We’ve written extensively on how ambient air temperatures around your ice maker can cause your ice production rate to slow, but that’s not the only temperature that can cause ice maker problems. If your ice maker is slow making ice, but the air temperature is in the optimal range of 70-80 degrees, it could be the water coming into your ice machine that’s causing it to slow.
What Happens When You Introduce Hot Water to an Ice Maker?
First, let’s define what we mean by “hot” water. Typically, an ice maker’s production rate is only nominally affected when the water temperature rises between 55-degrees to 70-degrees Fahrenheit. It’s when water reaches above 80 degrees that we begin to see a significant drop in ice production. If the water temperature reaches over 100 degrees, ice machines may shut down into a safety mode, ceasing ice production altogether.
Ice machines must work to lower incoming water to 48 degrees before they begin the ice making process. When water temperatures rise, the ice machine takes longer to lower the temperature of the water to make ice.
In some instances where the water reaches over 127 degrees, the water can be so hot that it heats the evaporator plate, triggering the ice machine’s thermistor, which will cause certain ice machine brands to shut down into a safe mode.
What Causes Hot Water to an Ice Maker?
A few scenarios can cause water to heat up and enter your ice maker. The most common one is excessively hot summer temperatures.
If water lines are exposed to the sun or run through walls or ceilings, hot summer days can quickly heat water up to 100 degrees. This is particularly the case in the South and Southwest states where summer temperatures can reach triple digits.
The sun isn’t the only thing that can heat water lines. Water can heat up in hot kitchens over 90 degrees or if your water line passes right behind a hot stove or furnace.
Finally, hot water migration can force water towards your ice machine and is one of the trickiest problems to diagnose.
Hot water migration happens when hot water forces its way into cold water lines.
We often see hot water migration occurring in setups with pre-rinse sprayers and certain mixing valves. These appliances have hot and cold water rushing to them, and when they’re not properly shut off at closing time, start pushing hot water to the ice machine.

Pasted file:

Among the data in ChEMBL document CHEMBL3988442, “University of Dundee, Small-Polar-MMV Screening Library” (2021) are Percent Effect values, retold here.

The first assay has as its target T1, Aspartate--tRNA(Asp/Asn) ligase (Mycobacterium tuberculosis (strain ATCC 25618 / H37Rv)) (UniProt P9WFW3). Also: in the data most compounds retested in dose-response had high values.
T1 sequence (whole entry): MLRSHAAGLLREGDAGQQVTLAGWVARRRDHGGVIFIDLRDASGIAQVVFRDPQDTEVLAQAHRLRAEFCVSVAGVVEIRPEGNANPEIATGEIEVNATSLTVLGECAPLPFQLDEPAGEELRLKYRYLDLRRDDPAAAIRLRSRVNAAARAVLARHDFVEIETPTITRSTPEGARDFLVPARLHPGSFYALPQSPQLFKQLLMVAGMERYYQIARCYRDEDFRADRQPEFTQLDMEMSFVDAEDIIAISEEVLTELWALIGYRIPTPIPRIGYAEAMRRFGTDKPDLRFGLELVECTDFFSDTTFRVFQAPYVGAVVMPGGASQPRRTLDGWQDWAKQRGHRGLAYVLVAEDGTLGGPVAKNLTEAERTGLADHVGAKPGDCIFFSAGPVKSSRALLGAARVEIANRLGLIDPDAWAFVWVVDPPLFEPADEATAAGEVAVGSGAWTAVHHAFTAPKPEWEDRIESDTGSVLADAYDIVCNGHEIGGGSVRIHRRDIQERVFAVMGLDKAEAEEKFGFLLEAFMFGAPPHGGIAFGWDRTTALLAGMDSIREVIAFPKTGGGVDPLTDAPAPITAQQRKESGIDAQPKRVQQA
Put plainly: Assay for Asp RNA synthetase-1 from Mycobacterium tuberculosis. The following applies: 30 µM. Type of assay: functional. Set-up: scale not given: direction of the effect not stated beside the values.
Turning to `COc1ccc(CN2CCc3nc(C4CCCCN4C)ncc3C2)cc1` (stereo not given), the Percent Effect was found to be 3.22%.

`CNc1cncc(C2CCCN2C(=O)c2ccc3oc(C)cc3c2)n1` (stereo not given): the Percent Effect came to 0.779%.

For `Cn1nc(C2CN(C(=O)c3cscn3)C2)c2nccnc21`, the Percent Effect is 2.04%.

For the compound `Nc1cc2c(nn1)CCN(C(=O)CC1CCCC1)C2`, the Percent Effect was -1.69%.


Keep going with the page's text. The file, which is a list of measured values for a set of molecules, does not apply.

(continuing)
How to Fix Hot Water Issues
All the ice maker problems we listed will most likely require a plumber to solve, but there are different solutions to each problem.
Water Lines Exposed to the Sun
If your plumber concludes that your water lines are exposed to heat from the environment, there are a few solutions they might suggest, like:
- Moving the ice machine to a different water line
- Insulating the water lines
- Moving the water lines
If your plumber finds a separate water line that runs underground or away from the sun, they may suggest you move the ice machine to that area.
Moving the ice machine will only work if it’s installed on a new water line that isn’t exposed to heat – which isn’t always an option. This process can range in difficulty based on whether the new area has all the proper electrical and drainage requirements the unit needs to run, as well.
Insulating lines require less work but might not be practical depending on the temperature. For instance, water lines running through the ceiling are exposed to the hot sun pretty much all afternoon, so if you live in an area like Arizona or Nevada, where it rarely gets cloudy, then insulation might not be enough.
When insulation fails, the only other option is to reinstall the water lines somewhere else. This is the most expensive and labor-intensive process, but it may be your only option.
Similarly, if your plumber finds that a heat-producing appliance is causing your incoming water to heat up, they may choose to insulate or move your water lines.
Moving your ice machine to another area is also an option that can prove to be the least expensive, provided it’s moved to a water line that has cool incoming water.
Of course, the final alternative is moving the appliance in question, which can vary in difficulty as well.
Hot Water Migration
As we mentioned already, hot water migration can be tough to diagnose. That’s because water lines run throughout your business, and it’s difficult to follow and test all the potential problem areas.
It can come down to a simple process of elimination, where a plumber will make a change to your water setup in hopes that it solves the problem, but in some cases, it doesn’t.
This process can go on for weeks and require multiple visits from a plumber, but once they identify the problem area, your ice machine should begin to work without issue.
Pay Attention to the Signs
If you notice your ice maker is slow making ice, pay attention to the area your ice machine is installed and the temperature outside. If you live in an area notorious for hot summers, and you know that your ice machine slows during those months, there’s a good chance it could be your air or water temperature in your establishment.
In many cases, your ice machine is working fine; it’s just responding to less than optimal conditions and doing its best to keep up.
If you suspect anything, a qualified plumber or ice machine technician can help diagnose the problem.